Believe it or not, but there are times when it's sensible for business owners to lose money. There are scenarios in which intentional unprofitability is perfectly rational, a strategic choice.

It flies in the face of conventional wisdom, and takes courage and brains to accomplish, but entrepreneurs have been successfully making these moves since the dawn of entrepreneurship. You can, too.

Here are three occasions when a penny spent is a penny earned:

1. You're turning up the volume.

Let's say you're a manufacturer. You've got an item that's expensive to produce, but you're convinced it'll prove wildly popular when all's said and done. If you unload a thousand of them, you'll lose $10 dollars a sale. But if you unload ten thousand of them, you'll profit $40 dollars a sale.

You're unprofitable at a low volume but profitable at a high one. It may take you a while to turn up the volume to the point where you hear the sweet sound of money rolling in, but your patience could very well pay off. 

2. You're courting a customer.

A friend of mine once told me about a kid in his neighborhood who started a lawn mowing business. He began with a basic setup--a cranky old mower and a weed whacker barely worthy of the name.

He went door to door advertising his services, picked up a few clients, saved some money. His big break came when the richest person in his neighborhood asked him to beautify her expansive grounds for an outdoor party. He immediately invested all his savings (plus a loan from his parents) in better equipment, did a killer job, and gained a loyal client who more than repaid his investment.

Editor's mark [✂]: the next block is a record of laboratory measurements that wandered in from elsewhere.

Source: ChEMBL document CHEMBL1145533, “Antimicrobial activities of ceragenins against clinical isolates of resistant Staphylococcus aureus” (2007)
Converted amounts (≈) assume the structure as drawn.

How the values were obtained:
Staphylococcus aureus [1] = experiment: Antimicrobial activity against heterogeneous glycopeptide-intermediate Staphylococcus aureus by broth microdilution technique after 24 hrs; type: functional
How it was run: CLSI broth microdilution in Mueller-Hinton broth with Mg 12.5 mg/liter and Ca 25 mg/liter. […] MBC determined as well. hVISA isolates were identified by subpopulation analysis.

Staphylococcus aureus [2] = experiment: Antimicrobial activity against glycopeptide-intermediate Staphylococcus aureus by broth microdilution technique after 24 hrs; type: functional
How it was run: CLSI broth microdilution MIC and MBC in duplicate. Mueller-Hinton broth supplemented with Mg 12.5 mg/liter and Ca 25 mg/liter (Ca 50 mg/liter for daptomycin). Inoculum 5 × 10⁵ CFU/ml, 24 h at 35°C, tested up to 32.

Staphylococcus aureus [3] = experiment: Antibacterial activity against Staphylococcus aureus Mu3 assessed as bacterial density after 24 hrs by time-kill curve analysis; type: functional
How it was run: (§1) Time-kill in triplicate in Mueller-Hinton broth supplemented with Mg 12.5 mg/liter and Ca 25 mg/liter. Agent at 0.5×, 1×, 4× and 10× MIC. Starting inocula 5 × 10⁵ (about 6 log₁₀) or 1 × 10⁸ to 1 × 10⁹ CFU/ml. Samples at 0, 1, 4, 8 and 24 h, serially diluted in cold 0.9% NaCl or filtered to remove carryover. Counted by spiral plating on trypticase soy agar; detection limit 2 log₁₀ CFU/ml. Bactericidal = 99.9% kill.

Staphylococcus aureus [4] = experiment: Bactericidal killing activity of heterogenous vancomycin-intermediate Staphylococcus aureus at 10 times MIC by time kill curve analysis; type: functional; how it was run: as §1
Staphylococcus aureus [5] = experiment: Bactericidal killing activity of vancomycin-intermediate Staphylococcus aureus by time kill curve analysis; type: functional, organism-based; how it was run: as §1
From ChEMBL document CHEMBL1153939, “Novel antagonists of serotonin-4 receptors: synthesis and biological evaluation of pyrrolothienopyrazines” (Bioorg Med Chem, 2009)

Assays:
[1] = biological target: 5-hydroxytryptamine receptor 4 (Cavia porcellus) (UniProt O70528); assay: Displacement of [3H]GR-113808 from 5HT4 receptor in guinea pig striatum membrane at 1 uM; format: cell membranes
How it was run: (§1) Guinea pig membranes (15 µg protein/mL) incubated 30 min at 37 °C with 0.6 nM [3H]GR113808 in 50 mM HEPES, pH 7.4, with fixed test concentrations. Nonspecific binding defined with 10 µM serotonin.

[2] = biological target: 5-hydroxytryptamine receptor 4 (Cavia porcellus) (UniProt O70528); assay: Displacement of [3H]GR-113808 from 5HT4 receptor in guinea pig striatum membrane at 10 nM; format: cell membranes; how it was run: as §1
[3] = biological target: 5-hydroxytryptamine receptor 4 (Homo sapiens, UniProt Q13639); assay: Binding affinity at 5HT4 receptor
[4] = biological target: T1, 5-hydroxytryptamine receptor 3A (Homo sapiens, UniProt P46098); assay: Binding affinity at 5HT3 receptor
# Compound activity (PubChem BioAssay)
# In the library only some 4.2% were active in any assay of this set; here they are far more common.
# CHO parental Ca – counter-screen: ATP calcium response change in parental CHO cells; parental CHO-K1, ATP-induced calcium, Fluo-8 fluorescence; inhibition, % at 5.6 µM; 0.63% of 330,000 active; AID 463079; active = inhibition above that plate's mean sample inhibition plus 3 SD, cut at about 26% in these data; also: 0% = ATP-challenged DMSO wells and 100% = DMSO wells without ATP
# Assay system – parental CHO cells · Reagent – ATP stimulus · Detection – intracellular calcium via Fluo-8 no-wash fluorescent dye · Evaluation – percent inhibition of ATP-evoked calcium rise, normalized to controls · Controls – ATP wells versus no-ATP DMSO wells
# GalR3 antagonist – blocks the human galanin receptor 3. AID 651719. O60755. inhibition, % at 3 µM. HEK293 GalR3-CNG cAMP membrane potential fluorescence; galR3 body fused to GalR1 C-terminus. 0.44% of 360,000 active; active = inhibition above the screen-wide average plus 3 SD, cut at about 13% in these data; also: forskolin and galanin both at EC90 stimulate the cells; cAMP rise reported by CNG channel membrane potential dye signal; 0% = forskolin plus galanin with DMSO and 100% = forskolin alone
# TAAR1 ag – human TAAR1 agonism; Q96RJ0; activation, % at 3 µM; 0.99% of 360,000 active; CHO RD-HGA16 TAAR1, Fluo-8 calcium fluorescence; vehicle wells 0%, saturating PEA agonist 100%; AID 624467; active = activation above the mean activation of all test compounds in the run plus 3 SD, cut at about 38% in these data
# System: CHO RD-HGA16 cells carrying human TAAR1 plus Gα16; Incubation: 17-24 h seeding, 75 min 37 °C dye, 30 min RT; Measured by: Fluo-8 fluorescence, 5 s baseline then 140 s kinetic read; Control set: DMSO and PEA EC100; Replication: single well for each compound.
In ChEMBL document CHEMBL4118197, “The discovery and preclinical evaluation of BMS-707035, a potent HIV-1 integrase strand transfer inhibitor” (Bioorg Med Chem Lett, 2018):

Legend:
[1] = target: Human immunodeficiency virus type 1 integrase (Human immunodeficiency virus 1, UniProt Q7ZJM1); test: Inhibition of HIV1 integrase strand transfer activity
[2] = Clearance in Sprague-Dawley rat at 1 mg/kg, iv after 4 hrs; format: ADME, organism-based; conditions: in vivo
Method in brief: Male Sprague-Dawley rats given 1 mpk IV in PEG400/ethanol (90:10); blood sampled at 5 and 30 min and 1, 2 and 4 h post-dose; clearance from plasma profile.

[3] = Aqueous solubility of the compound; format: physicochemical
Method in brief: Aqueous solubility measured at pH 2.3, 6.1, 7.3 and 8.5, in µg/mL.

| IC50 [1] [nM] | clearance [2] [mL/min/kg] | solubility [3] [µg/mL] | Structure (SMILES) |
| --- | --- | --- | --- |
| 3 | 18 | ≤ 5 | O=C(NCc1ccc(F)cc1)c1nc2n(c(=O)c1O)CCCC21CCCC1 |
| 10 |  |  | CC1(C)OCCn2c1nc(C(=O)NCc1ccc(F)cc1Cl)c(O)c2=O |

Losing money on a job in order to win a stable, profitable customer is like sacrificing a knight and a bishop now for a guaranteed checkmate later. In other words, it isn't really a sacrifice at all.

3. You're building your empire.

If you own a retail business, the dream is to expand it. Two lucrative locations is better than one, three is better than two. Growth entails geography--which could mean a mile down the street or the next state over.

Years ago, there was a restaurant in Utah that I patronized on a regular basis. It was one of my favorites, and owned by a cool couple who had opened two or three successful places before.

This one, however, seemed to be struggling. It was always kind of empty, and I developed a deep, selfish worry that it would fail. Consequently, I pulled one of the owners aside and asked her if I could spearhead a Facebook campaign or something to help.

She assured me that all was going according to schedule--better, in fact--and that I shouldn't lose any sleep. "When we started this business, we knew we'd lose money for the first year or so, and planned accordingly," she said.

She was correct--I just googled the restaurant and it's still going strong. Two lucrative locations is better than one, but don't assume that the popularity of your firstborn will transfer to its siblings right away.